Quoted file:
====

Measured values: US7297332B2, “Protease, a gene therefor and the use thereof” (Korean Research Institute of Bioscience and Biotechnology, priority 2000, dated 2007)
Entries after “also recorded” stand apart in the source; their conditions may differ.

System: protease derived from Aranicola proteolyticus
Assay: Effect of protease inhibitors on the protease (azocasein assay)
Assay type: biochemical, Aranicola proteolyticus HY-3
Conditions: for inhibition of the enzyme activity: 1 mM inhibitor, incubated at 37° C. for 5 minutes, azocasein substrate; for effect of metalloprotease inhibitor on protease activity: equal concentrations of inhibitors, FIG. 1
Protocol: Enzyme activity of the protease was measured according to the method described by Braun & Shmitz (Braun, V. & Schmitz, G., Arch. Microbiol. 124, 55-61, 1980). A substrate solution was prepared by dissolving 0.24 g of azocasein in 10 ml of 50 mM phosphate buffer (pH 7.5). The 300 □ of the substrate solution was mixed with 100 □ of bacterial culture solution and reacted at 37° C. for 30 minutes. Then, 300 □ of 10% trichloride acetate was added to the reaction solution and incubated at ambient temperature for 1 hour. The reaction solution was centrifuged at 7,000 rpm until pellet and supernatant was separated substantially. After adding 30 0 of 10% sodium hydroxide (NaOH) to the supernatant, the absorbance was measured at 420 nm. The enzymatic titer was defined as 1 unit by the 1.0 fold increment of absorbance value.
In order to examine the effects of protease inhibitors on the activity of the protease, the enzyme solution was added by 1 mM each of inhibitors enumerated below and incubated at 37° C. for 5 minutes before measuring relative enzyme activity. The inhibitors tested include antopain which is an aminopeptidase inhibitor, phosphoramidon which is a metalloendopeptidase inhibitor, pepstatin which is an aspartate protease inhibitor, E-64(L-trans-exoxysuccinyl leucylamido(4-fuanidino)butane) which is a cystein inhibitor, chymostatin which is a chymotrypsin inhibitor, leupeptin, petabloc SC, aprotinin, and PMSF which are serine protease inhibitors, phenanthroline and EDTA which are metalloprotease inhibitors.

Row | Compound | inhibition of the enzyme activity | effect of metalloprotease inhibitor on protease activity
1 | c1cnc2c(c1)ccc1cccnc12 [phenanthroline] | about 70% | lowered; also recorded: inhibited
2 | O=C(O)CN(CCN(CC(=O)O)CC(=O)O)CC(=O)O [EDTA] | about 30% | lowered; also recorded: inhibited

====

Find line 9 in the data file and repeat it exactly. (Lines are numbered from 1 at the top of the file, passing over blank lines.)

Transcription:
Row | Compound | inhibition of the enzyme activity | effect of metalloprotease inhibitor on protease activity